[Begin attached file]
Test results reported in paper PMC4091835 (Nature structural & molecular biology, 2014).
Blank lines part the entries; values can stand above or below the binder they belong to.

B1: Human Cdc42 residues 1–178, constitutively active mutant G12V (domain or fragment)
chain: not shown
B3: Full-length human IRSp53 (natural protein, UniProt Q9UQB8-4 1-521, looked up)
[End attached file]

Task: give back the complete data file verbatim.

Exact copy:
Test results reported in paper PMC4091835 (Nature structural & molecular biology, 2014).
Blank lines part the entries; values can stand above or below the binder they belong to.

B1: Human Cdc42 residues 1–178, constitutively active mutant G12V (domain or fragment)
chain: not shown
B3: Full-length human IRSp53 (natural protein, UniProt Q9UQB8-4 1-521, looked up)